(iv) free air time would help ensure that candidates remain the most robust communicators in their own campaigns.
Mr. Taylor then proposed a free air time model, under which all broadcasters, as part of their public interest obligation, would contribute to a special fund for democratic discourse. This contribution could be assessed on each broadcaster as a small percentage of revenues and the payment made in money or minutes. The fund would then distribute air time to the major, and qualifying minor, political parties in the form of vouchers. The parties would then determine which candidates would receive time and in which media markets.
Mr. Taylor challenged the Committee to think about innovative ways to capture the political dropouts, the information-poor. He urged the Committee to think about democratic discourse in the digital future in terms of creating a "shared national experience, a unification ceremony where we affirm and celebrate our core democratic values."
Localism and Broadcasting
Mark Lloyd presented the case for digital broadcasters to provide greater opportunities for discussion of critical issues of importance to their local communities. Mr. Lloyd first posited that the public interest obligations of broadcasters are primarily about the fact that television can be a powerful tool for democracy and civil society. He reminded the Committee that the principle that local stations had to serve the entire community, including African-Americans, Latinos, Asians, women and the disabled, had been hard won.
Mr. Lloyd urged the Committee to recommend that broadcast licenses be conditioned on at least two obligations: (i) meaningful ascertainment of community needs and interests, and (ii) a requirement that local stations give authentic community voices a platform to speak about issues of concern to the local community.
Mr. Lloyd recommended that local broadcasters be required to identify, record, and report to the Federal Communications Commission which issues interest all segments of the local community. He reminded the Committee that the burden of ascertainment and program log requirements had generated creative programs and loyal and engaged viewers. He argued, for example, that the national dialogue on race will not succeed if it is not first a local dialogue.
Finally, Mr. Lloyd claimed that the free speech rights of viewers are harmed if the Government continues to leave diversity of expression to the prerogative of broadcasters. He reasoned that if spectrum is no longer scarce, there is room for local community voices; conversely, if spectrum remains scarce then broadcasters should be obligated to help create a vital place for public discussion.
Legal framework for public interest obligations
Andrew Schwartzman discussed the legal and policy arguments for imposing new and different public interest obligations on digital television broadcasters. He framed his remarks by asking the question, what kind of expectation should the public have of an industry that is receiving vast new opportunities to use public spectrum. He argued that broadcasters are temporary fiduciaries of a great public resource and must meet the highest standard which embraces the public interest concept.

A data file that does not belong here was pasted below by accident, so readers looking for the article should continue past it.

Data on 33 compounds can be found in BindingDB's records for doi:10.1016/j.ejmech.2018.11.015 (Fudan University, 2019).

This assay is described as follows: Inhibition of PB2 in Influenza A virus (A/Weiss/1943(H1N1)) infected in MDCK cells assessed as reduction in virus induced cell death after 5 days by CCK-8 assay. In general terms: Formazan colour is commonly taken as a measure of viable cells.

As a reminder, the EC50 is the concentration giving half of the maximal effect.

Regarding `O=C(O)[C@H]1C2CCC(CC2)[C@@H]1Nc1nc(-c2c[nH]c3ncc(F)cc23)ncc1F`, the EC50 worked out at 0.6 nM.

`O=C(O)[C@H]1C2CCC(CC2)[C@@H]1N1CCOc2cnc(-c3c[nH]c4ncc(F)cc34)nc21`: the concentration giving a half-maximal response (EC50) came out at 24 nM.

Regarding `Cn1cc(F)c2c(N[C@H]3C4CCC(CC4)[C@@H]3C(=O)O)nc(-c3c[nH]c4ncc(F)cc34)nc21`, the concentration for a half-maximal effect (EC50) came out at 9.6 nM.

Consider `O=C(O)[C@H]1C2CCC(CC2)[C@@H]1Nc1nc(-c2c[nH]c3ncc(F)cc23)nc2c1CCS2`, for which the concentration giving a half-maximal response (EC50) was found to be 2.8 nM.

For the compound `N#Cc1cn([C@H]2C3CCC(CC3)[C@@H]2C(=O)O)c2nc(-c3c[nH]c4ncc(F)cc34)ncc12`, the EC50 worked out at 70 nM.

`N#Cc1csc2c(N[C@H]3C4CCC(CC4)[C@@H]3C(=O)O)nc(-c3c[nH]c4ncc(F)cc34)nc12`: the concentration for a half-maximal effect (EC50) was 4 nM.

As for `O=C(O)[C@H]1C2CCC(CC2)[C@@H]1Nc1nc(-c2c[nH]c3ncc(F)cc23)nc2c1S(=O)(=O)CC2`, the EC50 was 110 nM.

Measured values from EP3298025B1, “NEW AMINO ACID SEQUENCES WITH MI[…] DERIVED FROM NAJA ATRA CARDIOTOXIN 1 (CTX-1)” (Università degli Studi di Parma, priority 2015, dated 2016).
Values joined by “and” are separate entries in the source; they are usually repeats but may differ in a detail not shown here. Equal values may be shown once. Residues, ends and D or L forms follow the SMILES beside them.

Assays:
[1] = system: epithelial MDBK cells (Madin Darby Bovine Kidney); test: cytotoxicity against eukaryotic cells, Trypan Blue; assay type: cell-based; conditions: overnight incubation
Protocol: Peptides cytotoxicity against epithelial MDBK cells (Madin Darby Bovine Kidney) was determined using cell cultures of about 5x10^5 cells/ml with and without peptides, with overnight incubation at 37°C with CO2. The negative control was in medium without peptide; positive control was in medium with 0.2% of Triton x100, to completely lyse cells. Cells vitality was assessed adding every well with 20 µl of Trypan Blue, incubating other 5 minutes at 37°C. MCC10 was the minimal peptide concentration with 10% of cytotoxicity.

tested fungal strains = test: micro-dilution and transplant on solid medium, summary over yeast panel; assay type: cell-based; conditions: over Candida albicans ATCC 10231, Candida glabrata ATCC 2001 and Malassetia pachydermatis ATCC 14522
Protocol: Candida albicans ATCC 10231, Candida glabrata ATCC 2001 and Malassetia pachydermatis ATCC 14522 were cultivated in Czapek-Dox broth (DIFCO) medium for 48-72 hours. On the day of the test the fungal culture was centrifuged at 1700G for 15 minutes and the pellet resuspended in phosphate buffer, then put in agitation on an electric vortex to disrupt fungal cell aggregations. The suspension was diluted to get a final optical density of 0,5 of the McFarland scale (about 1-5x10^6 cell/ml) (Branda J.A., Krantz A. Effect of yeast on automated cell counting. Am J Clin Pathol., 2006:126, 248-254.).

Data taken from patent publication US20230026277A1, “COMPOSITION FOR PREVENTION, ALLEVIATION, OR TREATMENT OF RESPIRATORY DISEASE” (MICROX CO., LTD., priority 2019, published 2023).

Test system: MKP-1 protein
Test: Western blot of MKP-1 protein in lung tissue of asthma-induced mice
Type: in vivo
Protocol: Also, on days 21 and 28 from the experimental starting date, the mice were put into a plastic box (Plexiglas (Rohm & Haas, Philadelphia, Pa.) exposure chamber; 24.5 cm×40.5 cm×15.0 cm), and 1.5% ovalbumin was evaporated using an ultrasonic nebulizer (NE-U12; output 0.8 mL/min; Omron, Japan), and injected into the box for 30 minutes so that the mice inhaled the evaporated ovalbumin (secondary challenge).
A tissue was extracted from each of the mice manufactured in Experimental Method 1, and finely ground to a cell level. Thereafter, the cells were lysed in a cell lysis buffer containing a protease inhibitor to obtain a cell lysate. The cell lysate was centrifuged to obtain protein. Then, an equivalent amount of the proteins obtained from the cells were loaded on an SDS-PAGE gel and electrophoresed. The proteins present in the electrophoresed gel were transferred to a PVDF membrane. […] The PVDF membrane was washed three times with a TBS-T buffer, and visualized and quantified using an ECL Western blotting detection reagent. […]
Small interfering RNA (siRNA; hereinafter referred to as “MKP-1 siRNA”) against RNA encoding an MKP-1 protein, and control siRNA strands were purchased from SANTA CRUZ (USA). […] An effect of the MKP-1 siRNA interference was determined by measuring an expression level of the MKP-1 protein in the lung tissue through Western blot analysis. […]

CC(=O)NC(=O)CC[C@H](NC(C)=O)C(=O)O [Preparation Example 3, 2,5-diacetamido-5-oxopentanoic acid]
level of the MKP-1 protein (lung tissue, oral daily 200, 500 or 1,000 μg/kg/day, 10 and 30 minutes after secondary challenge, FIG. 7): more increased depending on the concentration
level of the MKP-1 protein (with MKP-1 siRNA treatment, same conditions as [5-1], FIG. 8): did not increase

Mr. Schwartzman maintained that the broadcast industry is profitable, with both revenue and cash flow up in 1996. He also described the "special privileges" broadcasters receive and concluded that free access to twice as much spectrum and other new benefits justify commensurate increases in public service.
Finally, Mr. Schwartzman shared his vision of broadcasters' public interest obligations in the digital era. He recommended that broadcasters be required to:
A question and answer period followed these presentations. The major issues raised during that session include the impact of the Telecommunications Act of 1996 on diversity of ownership and public service requirements, and the contours and validity of Mr. Taylor's free time bank proposal.
PANEL: Perspectives from the Broadcast Industry
The broadcast industry panel was organized by Committee member Robert Decherd and comprised W. Don Cornwell, CEO, Granite Broadcasting Corporation; Bob Wright, President and CEO, NBC; and Robert T. Coonrod, President and CEO, Corporation for Public Broadcasting. Mr. Decherd gave brief opening and background remarks.
Testimony of W. Don Cornwell, CEO, Granite Broadcasting
Mr. Cornwell told the Committee that Granite Broadcasting is the largest minority-controlled owner of major market television stations and the eighth largest non-network television station group in the United States. Mr. Cornwell addressed three main issues: the public interest obligations of television broadcasters in the digital era, political broadcasting, and the implementation of digital broadcasting.